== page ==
The Bullshitting CTO – advice for non-technical founders

Posted: June 2nd, 2010 | Author: | Filed under: posts | Tags: , , , , | 1 Comment »

I was chatting with another startup founder recently who was talking a conversation he had with his CTO and what the CTO had told him about a recent issue with their site. Some data had been lost from the site and the CTO apparently immediately started putting blame on some unknown “user error” as the cause of the unknown glitch. This is despite the fact that there didn’t seem to be any relevant connection between any of the functionality on the admin backend and the data loss that had occurred. Fortunately, there were backups and the data was able to be restored, so no real harm done (aside from frustration and lost time). However, what was more interesting was that the situation was apparently only one instance of many similar conversation – strange technology issues occur and the CTO has no clear explanation for what happened.

Startup founders, especially those with no technology background, if this happens to you – stop. Stop letting your CTO get away with providing vague explanations for what happened. Stop letting the CTO off the hook. Everyone who uses a computer knows that technology doesn’t always work right. Startups are, more often than not, dealing with a combination of bleeding edge platforms, compressed time schedules, and lack of sleep – a cocktail that can be exciting, but results in a higher than average percentage of software bugs.

The issue is not the bugs. They are expected. Any founder who expects a system to be bug free is dreaming. The issue is a CTO who can’t explain the issues that occurred, or, more likely, doesn’t want to take responsibility for the issues. And even more importantly, the implications that this has for the technology side of your business.

Founders with no technical experience are in a difficult position in startup world. So much of a startup’s life is centered around the technology. As the company moves from customer development to product development, for someone who doesn’t understand the tech, the startup world becomes a wild roller-coaster ride with the CTO in the drivers’ seat. Make no mistake – you are more or less at the mercy of your tech co-founder if you don’t understand the tech, so you had better pick a good one.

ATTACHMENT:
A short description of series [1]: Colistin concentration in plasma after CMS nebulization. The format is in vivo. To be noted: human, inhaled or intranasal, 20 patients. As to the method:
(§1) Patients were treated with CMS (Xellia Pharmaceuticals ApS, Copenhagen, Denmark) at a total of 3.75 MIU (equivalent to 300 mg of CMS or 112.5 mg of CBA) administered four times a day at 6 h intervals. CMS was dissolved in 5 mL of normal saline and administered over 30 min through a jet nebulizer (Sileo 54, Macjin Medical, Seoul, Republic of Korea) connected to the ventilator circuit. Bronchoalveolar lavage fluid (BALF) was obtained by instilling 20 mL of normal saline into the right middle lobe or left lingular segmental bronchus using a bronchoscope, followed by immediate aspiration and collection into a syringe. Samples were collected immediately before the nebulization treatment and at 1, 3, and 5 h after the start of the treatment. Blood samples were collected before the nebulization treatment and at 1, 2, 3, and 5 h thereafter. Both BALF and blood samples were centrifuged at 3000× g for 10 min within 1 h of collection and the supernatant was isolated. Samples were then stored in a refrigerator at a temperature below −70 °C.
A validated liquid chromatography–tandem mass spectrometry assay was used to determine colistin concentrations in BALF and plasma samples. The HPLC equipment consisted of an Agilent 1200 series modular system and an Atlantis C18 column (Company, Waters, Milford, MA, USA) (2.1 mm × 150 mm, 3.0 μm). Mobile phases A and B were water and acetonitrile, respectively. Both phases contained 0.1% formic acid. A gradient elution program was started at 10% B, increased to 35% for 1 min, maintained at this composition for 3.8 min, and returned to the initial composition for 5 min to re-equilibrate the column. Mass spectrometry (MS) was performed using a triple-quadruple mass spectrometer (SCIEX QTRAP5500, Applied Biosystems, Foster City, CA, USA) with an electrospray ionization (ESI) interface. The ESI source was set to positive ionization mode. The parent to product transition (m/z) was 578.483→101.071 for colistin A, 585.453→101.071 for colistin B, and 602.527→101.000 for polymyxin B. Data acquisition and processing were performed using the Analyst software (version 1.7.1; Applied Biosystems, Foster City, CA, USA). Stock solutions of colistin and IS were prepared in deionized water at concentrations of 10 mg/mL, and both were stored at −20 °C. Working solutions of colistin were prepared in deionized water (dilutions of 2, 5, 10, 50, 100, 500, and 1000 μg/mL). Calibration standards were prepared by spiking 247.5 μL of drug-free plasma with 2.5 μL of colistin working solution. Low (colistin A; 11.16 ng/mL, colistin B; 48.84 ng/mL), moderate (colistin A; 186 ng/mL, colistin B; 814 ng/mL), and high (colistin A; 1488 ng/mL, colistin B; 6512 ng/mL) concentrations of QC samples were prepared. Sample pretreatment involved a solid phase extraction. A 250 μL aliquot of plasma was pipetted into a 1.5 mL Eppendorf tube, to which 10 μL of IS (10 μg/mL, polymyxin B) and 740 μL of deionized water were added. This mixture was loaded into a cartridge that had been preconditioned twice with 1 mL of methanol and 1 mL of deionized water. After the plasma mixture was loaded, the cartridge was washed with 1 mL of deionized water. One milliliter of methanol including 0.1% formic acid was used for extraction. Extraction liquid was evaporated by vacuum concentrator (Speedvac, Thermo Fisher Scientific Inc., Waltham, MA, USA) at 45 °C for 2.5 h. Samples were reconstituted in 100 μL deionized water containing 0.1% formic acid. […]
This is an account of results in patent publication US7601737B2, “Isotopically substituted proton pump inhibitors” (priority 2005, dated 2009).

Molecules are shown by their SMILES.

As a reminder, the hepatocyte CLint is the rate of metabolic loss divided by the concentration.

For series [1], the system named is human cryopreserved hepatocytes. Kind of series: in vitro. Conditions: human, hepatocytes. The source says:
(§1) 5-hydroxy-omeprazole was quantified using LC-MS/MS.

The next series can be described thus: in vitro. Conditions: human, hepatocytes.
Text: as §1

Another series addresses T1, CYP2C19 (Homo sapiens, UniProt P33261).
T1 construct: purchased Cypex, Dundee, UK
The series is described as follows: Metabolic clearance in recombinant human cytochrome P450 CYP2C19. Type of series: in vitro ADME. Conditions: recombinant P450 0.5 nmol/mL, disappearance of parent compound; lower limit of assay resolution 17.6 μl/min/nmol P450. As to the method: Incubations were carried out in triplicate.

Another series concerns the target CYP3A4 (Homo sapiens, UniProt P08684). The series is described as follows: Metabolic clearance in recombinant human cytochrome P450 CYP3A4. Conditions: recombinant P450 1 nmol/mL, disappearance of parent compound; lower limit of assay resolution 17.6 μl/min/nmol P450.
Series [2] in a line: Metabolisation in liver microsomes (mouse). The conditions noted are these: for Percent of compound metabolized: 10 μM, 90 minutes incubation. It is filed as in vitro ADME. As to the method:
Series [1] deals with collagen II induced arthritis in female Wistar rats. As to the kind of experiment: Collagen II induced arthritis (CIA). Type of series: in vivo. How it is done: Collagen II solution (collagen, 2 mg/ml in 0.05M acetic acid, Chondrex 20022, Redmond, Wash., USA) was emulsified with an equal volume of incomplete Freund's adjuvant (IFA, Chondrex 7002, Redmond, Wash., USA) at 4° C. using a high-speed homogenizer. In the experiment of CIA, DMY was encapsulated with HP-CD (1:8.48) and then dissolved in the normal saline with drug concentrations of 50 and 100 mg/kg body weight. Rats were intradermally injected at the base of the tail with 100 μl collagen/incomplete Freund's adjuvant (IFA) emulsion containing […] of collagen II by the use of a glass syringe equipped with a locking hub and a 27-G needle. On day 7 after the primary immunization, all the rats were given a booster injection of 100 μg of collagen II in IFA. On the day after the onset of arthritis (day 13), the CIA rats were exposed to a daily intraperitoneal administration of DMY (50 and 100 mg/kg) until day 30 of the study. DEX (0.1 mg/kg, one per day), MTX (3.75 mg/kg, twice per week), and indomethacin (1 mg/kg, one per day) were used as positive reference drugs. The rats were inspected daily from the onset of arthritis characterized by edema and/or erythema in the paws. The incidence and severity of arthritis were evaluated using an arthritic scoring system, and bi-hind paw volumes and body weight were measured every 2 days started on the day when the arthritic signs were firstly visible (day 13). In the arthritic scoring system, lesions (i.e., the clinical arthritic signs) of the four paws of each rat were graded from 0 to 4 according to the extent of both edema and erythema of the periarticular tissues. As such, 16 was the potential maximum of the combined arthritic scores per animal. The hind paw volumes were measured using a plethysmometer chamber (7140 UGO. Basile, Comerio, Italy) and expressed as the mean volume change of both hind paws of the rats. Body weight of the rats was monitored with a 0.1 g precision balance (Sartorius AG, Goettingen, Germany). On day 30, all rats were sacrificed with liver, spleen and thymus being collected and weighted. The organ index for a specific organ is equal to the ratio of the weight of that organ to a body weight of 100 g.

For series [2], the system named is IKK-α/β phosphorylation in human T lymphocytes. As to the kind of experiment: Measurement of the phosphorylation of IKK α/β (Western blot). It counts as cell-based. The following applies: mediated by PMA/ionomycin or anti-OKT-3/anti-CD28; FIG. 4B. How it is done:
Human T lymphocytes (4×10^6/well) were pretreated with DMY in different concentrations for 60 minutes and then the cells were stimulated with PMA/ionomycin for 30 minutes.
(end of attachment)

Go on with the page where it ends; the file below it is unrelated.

A good way to look at this is what if your CTO walks away – do you know how to access the code, how the architecture is setup, how to get into the various administration tools, how to access the backups? Ideally, the question is yes to all of the above, but startup world is chaotic. New systems are being added, servers are reconfigured – change is ever present. Are you up to speed on stuff?

So, what’s the point? The point is – if your CTO can’t take responsibility for a tech issue that occurs, if she won’t walk you through what caused the issue, if he doesn’t do a root cause assessment and explain the results – then you are living on the edge. If your CTO can’t own up to one issue, how much other stuff is going on that you have no idea about?

Let’s be very clear – if you are in this situation, then you have a relationship with your CTO where the balance of power is skewed and the wellbeing of your company is at risk. You need to get clarity into what’s going on over on the tech side and restore the balance of power, and more importantly, rebalance your relationship where you’re getting truthful explanations from your CTO. Or find a new one. Heed the warning signs and protect the company.